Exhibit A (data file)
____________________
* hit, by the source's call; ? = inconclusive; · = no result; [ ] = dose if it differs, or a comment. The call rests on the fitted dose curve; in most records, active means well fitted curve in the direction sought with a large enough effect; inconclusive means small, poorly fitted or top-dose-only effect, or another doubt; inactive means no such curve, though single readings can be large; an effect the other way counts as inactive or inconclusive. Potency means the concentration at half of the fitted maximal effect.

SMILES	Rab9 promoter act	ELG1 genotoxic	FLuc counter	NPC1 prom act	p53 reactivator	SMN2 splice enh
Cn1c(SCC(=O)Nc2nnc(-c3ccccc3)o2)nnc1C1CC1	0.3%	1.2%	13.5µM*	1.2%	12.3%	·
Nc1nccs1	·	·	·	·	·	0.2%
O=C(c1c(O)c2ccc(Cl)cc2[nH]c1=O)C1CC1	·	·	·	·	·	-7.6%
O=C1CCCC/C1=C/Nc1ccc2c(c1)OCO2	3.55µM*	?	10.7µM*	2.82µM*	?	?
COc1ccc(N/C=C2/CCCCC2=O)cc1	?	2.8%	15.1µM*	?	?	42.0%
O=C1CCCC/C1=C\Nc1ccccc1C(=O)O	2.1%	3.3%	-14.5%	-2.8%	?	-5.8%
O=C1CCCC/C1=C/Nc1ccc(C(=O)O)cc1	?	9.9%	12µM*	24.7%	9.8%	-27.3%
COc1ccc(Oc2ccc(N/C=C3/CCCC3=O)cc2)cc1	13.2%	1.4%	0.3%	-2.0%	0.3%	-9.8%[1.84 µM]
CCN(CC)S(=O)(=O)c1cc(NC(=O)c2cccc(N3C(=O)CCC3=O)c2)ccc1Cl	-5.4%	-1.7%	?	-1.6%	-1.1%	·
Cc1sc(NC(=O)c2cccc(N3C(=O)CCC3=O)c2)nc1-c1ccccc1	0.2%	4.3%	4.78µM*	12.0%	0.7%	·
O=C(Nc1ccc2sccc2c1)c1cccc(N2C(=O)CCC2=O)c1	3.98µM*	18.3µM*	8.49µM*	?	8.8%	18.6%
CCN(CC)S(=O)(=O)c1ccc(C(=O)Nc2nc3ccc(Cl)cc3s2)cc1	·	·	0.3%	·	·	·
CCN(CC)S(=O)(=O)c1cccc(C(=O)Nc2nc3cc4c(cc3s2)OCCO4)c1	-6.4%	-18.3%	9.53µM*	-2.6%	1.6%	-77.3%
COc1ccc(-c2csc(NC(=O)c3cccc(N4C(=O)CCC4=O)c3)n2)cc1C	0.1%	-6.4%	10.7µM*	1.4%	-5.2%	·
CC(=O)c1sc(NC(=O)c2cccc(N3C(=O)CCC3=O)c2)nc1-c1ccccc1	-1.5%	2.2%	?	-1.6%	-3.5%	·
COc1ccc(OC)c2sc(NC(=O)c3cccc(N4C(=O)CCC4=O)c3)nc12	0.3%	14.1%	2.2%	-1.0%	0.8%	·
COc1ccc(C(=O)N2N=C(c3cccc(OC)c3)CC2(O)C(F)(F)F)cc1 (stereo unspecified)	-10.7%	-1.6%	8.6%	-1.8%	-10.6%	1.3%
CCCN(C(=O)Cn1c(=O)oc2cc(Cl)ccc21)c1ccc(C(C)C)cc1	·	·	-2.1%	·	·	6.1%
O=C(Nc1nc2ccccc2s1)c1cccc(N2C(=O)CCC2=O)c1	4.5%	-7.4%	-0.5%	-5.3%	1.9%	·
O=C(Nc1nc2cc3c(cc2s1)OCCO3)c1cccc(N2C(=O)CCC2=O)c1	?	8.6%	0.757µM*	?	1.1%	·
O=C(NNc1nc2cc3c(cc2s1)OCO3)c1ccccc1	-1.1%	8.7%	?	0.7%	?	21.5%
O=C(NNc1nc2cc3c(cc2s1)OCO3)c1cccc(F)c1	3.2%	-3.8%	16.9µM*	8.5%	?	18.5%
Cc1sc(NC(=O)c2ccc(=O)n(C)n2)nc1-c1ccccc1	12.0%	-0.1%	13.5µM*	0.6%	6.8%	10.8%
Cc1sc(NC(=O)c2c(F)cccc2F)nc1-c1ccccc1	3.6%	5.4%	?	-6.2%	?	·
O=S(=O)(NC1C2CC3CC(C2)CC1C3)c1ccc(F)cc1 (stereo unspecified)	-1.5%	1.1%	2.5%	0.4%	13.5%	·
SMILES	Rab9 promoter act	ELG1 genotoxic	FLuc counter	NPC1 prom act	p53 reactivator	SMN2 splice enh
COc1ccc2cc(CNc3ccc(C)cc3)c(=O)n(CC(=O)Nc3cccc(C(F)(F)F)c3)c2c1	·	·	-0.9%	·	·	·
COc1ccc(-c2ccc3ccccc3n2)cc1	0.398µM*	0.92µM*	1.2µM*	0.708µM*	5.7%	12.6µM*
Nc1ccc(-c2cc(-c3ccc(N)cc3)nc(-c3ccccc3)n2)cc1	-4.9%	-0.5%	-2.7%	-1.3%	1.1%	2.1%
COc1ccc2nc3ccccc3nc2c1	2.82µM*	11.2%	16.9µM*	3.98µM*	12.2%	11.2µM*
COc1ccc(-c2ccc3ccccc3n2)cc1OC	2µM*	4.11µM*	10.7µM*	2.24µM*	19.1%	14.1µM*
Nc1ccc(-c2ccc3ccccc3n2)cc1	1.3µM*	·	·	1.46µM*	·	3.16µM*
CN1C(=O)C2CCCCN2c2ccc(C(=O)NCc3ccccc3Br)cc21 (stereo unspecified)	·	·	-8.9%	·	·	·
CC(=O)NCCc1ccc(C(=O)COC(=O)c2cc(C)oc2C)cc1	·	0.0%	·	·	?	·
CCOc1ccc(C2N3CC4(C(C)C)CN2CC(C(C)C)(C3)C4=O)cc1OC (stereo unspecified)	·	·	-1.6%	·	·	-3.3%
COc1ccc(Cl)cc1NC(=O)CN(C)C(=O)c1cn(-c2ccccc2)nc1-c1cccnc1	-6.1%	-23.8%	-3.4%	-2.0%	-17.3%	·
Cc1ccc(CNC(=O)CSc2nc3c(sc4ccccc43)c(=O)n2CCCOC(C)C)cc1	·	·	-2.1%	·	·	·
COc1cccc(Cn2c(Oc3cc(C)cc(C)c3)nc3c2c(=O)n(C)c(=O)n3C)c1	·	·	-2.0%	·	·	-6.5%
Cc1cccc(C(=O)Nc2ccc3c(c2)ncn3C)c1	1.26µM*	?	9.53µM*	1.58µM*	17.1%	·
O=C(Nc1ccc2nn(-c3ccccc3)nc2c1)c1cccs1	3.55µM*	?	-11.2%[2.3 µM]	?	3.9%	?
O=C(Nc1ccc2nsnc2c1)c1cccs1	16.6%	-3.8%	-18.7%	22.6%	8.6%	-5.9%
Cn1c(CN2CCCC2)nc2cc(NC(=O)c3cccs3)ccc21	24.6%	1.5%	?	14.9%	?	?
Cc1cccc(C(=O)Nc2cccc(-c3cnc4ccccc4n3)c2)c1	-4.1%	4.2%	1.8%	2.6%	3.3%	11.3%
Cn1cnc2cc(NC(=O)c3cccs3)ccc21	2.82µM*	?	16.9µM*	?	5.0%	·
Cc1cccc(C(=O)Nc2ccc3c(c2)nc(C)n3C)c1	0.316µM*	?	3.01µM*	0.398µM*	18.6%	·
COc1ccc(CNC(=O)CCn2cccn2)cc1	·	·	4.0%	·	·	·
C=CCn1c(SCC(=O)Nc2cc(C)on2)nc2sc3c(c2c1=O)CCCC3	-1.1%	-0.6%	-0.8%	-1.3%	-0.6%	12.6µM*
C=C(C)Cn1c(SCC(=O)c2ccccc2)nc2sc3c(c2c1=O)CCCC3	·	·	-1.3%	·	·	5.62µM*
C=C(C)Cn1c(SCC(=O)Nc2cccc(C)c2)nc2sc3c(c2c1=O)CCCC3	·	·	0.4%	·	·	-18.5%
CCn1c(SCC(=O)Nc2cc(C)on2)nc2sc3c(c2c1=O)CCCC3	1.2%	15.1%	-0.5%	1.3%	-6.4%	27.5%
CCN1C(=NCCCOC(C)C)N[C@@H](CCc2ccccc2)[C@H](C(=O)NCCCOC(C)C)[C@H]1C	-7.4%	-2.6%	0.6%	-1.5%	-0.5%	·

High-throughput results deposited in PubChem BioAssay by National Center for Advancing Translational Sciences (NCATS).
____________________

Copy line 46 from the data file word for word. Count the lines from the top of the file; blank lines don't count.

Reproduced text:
Cn1cnc2cc(NC(=O)c3cccs3)ccc21	2.82µM*	?	16.9µM*	?	5.0%	·